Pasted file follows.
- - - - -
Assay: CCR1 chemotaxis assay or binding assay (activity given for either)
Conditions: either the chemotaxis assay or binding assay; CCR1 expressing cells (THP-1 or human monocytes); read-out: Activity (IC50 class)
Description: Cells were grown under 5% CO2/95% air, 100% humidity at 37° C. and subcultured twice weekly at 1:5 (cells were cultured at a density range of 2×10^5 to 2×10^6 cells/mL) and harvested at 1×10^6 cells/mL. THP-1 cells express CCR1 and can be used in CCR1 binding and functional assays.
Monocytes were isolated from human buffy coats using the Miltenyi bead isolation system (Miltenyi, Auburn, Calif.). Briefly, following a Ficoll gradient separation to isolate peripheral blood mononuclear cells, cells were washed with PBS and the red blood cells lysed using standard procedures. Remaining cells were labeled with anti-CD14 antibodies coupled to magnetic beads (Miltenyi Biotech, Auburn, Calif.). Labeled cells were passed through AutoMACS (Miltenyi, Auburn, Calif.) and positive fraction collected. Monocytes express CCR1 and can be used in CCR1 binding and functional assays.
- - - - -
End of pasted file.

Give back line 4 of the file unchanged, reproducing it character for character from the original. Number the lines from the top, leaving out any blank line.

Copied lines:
Monocytes were isolated from human buffy coats using the Miltenyi bead isolation system (Miltenyi, Auburn, Calif.). Briefly, following a Ficoll gradient separation to isolate peripheral blood mononuclear cells, cells were washed with PBS and the red blood cells lysed using standard procedures. Remaining cells were labeled with anti-CD14 antibodies coupled to magnetic beads (Miltenyi Biotech, Auburn, Calif.). Labeled cells were passed through AutoMACS (Miltenyi, Auburn, Calif.) and positive fraction collected. Monocytes express CCR1 and can be used in CCR1 binding and functional assays.